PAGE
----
If desired, central venous catheter 10 can be impregnated or coated with antimicrobials to minimize the risk of bacterial colonization of the catheter, and catheter-related bacteremia during use. An example of an antimicrobial impregnated catheter is the COOK SPECTRUM® central venous catheter, available from Cook Incorporated, of Bloomington, Ind. The SPECTRUM® catheter is impregnated with the antimicrobials minocycline and rifampin. Alternatively, other well-known antimicrobials may be substituted for minocycline and rifampin.
As stated previously, most central venous catheters in general medical usage have either two or three lumens. Multi-lumen catheters reduce the necessity of multiple venipunctures or multiple stopcock configurations that are generally required when a single lumen catheter is used. However, the teachings of the present invention are applicable to catheters having any number of lumens. For multi-lumen catheters, it is preferred to include a helical coil in the dead space area of each lumen having a dead space. However, this is not required. For example, if desired, a coil may be placed in a single dead space area, while the other dead space area(s) may be left empty, or may be beaded or otherwise loaded in a manner described previously.
Similarly, it is preferred that the coil occupy all, or substantially all, of the dead space area into which it is inserted. However, this is also not required. Rather, the coil or other filler material need only occupy a portion of the dead space area. However, for best results, it is believed that the coil should occupy all, or substantially all, of the dead space area.
Central venous catheters according to the present invention may be provided in a variety of sizes as are presently used for such catheters. The central venous catheter may be made of any conventional material commonly used in the catheter art. A preferred catheter composition is polyurethane. Other non-limiting examples of common catheter materials are polyethylene and silicone. Preferably, the catheter material is loaded with between about 20 and 80 weight percent of a radiopaque material, such as tungsten, bismuth, and the like. The addition of radiopaque agents to catheters is a well established technique, and the skilled artisan can readily determine an appropriate radiopaque agent, and an optimum loading for a particular catheter.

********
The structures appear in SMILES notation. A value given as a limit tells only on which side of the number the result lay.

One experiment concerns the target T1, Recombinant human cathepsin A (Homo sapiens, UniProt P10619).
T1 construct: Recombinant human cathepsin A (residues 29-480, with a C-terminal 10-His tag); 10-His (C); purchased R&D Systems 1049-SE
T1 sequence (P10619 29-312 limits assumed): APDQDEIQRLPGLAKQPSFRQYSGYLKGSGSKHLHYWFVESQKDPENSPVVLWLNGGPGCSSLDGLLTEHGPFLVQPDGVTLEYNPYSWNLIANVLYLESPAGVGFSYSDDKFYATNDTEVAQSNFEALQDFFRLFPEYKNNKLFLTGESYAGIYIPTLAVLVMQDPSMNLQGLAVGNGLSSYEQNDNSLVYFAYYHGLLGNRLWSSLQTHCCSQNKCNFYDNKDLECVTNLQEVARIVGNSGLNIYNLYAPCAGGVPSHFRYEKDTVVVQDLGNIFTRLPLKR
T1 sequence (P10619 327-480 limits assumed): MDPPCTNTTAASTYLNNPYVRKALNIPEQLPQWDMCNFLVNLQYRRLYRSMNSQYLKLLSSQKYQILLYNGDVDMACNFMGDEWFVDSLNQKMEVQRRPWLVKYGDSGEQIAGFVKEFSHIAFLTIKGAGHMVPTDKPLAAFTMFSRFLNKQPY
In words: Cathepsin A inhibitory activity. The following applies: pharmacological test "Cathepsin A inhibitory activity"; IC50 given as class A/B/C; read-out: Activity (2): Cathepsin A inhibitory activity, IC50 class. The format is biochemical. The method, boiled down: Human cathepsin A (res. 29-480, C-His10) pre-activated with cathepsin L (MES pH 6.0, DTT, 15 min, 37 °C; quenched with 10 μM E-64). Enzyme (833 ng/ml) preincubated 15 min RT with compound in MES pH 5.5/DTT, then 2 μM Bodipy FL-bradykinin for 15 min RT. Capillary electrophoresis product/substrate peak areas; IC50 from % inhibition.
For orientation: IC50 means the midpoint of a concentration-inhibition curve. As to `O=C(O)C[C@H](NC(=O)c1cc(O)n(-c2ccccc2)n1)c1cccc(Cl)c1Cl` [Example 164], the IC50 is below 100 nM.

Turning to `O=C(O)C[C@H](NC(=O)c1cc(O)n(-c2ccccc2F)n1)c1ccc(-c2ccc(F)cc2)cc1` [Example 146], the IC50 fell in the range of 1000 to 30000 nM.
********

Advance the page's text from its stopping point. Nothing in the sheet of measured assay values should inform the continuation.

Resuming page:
The inventive central venous catheter may be introduced into a body vessel for use in a medical interventional procedure in well-known manner. Suitable percutaneous techniques for insertion of central venous catheters into body vessels are known in the medical arts, and are in widespread use. Perhaps the most widely-utilized technique, and the technique favored herein, is the well-known Seldinger technique. In the Seldinger technique, an injection is made into the vessel interior with a needle, and a wire guide is inserted into the vessel through a bore in the needle. The needle is withdrawn, and an introducer sheath, such as a splittable sheath like the PEEL-AWAY® sheath, available from Cook Incorporated, of Bloomington, Ind., is introduced over the wire guide. The central venous catheter is then introduced into the vessel via the introducer sheath and over the wire guide. The wire guide and the sheath are removed in conventional fashion, leaving the central venous catheter in the body vessel.
Other details related to the composition, formation and use of central venous catheters are well known in the art, and are not considered crucial to an understanding of the present invention. Accordingly, such details have not been included herein.
If desired, the inventive central venous catheter may be supplied as a system or kit that includes, among other things, an introducer needle, one or more dilators, a straight or curved wire guide, injection caps, and a syringe. The accessories, as well as the central venous catheters, can be made available in a variety of sizes and compositions for use with a particular patient. These accessories are well known in the art, and are commonly provided by manufacturers, such as Cook Incorporated, of Bloomington, Ind., in conjunction with central venous catheters.
While this invention has been particularly shown and described with reference to preferred embodiments thereof, it will be understood by those skilled in the art that various changes in form and details may be made therein without departing from the spirit and scope of the invention. Those skilled in the art may recognize or be able to ascertain using no more than routine experimentation, many equivalents to the specific embodiments of the invention described specifically herein, which equivalents are intended to be encompassed in the scope of the invention.